Reflections on the Effectiveness of Federalism from the Karnali Province

Author: Raunak Mainali
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Despite the obviously visible poverty that surrounds the capital’s residents, and the inescapable pollution of the valley, those of us privileged to afford an upper-middle class life are quite comfortable in Kathmandu. Areas such as Durbar Marg and Jhamsikhel occasionally even feel like a slice of the West transported to Nepal. Until recently, I had not ventured out of the valley barring a few assorted trips to tourist hotspots such as Chitwan or Pokhara. I imagine this is also the case with many other valley residents from my generation and background.

My perspective was challenged, however, in the past few months. I have now spent an extended amount of time outside of these hotspots. As I write this piece from Birendranagar, the acting capital of the Karnali Province and the district headquarters of Surkhet, I find it more difficult than I would have previously anticipated to reconcile the familiar lifestyle of Kathmandu valley to that of the people who I have gotten to know here. I have spent time in all the districts of Karnali thus far barring Dolpa and Humla. These areas include Western Rukum, Salyan, Jumla, Kalikot, Mugu, Surkhet, Dailekh, and Jajarkot. I am also lucky enough to have family and friends involved deeply in the bureaucracy and have thus had the opportunity to become exposed to the workings of the government at all levels. Throughout my stay in Karnali, not only have I experienced a version of Nepal that is new to me, but I have also been able to spot deficiencies within the systems of governance that operate public life in Nepal.

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Nagma, Jumla.

Nepal still has many formidable challenges left to overcome on its path to achieving efficient governance despite adopting a constitution that favoured a federal framework over 5 years ago. Disruptions and complications introduced by the ongoing Covid-19 pandemic has contributed to further slow, and in some cases even reverse, the progress made thus far.

One of the first things I noticed was the abundance of power residing in the hands of the Chief District Officers. These CDO’s, appointed directly by the federal government, have a range of powers at their disposal across the spectrum of legislative, executive, and judicial branches of the government. They are mandated to deploy security forces within their respective districts and are positioned to hear several civil and criminal legal cases. Relevant to the current climate, CSOs can also unilaterally impose curfews or lockdowns within their respective jurisdictions. Different districts have thus locked down at different times throughout the past year. This ongoing culture of centrally controlled governance practice has clearly undermined provincial and local governments as the official contextual power centers within districts, at least on paper.

Yet another issue I noticed concerns the lack of government infrastructure and presence within districts in the province. For example, Dailekh does not have its own Internal Revenue Department. It thus implies that those residing within the district have to travel all the way to Birendranagar in the adjacent district for even the most basic administrative purposes. The same also applies for the residents of Kalikot, who must visit the Jumla office via a road that is not well maintained and presents several dangerous risks while traveling.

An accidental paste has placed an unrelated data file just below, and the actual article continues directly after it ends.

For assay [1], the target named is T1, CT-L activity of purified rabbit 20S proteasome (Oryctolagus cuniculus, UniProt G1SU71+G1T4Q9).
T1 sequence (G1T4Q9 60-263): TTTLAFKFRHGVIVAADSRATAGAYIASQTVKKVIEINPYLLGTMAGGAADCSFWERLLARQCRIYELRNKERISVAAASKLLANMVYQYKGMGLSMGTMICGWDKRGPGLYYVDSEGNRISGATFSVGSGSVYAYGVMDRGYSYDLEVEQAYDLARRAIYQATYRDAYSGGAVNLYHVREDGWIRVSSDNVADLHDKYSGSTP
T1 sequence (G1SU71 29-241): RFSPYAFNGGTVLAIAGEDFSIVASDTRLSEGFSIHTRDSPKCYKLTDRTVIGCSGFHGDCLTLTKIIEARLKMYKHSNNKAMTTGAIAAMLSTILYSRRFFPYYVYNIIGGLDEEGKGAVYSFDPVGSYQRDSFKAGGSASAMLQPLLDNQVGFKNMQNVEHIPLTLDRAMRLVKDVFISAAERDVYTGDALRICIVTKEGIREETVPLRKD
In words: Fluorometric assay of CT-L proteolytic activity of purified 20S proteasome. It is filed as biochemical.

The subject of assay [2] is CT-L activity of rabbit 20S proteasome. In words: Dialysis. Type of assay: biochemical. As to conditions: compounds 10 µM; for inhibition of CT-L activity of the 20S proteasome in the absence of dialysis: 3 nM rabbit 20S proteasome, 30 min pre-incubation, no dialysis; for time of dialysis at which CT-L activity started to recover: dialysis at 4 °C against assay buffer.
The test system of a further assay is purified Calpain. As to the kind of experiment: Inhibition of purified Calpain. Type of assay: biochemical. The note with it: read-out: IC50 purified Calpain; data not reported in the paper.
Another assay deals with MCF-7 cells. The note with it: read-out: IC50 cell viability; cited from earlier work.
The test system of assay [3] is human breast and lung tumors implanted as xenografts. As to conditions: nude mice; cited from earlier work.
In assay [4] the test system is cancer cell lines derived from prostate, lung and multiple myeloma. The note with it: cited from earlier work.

Many areas within these districts do not have an internet or mobile connection and in some cases, are not even connected to the electrical grid yet. Services such as online applications and telephone-friendly administrative work is thus completely unavailable to its residents. Not only does this stop citizens from acquiring government loans and grants, key instruments of achieving upward mobility, but it also hinders revenue collection activity for government agencies. Collective tax becomes difficult as it requires many days of travel, and thus has an adverse effect on other public sector works. In the long run, efforts outside of those aiming to strengthen the power positions of local governments can improve these conditions, as village and town municipalities are ubiquitous.

The serendipitous Rara Lake

Although my experience has admittedly been limited to the Karnali province, I feel that it would not be entirely unreasonable to expect that similar governance problems are replicated in other areas of Nepal as well. Adopting a federal framework was a determined first step in addressing grassroot problems within the country. However, there are still major obstacles that are impeding smooth federal operation that must be addressed. Unfortunately, the pandemic current has occupied almost all the governments attention, as it rightfully should. However, structural changes aiming to strengthen the federal system are essential in achieving the kind of government our constitution envisions for our country.

The views and opinions expressed in the piece above are solely those of the original author(s) and contributor(s). They do not necessarily represent the views of Governance Monitoring Centre Nepal and/or Centre for Social Change.